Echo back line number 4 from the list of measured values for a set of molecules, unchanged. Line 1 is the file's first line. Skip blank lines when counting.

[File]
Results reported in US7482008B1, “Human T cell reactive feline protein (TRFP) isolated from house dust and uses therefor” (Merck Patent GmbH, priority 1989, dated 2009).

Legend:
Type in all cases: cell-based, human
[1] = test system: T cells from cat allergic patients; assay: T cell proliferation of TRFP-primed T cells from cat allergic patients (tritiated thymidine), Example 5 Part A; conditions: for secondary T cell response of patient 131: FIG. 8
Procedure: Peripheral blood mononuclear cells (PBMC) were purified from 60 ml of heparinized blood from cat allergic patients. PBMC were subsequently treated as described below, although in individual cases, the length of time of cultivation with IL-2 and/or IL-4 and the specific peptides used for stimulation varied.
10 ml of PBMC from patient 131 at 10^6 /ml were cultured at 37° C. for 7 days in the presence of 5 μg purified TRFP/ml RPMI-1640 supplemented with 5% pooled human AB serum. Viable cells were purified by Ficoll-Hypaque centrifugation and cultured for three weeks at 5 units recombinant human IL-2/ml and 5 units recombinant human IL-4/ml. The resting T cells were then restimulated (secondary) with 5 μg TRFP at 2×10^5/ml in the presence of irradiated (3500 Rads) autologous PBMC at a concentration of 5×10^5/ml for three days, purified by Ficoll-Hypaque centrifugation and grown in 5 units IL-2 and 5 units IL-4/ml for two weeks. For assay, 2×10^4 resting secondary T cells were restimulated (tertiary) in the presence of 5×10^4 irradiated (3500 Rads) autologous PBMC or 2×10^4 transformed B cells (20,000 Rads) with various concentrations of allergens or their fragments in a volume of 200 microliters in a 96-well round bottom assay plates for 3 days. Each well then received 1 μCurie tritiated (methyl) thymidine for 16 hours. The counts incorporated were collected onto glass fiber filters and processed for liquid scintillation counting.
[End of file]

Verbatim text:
[1] = test system: T cells from cat allergic patients; assay: T cell proliferation of TRFP-primed T cells from cat allergic patients (tritiated thymidine), Example 5 Part A; conditions: for secondary T cell response of patient 131: FIG. 8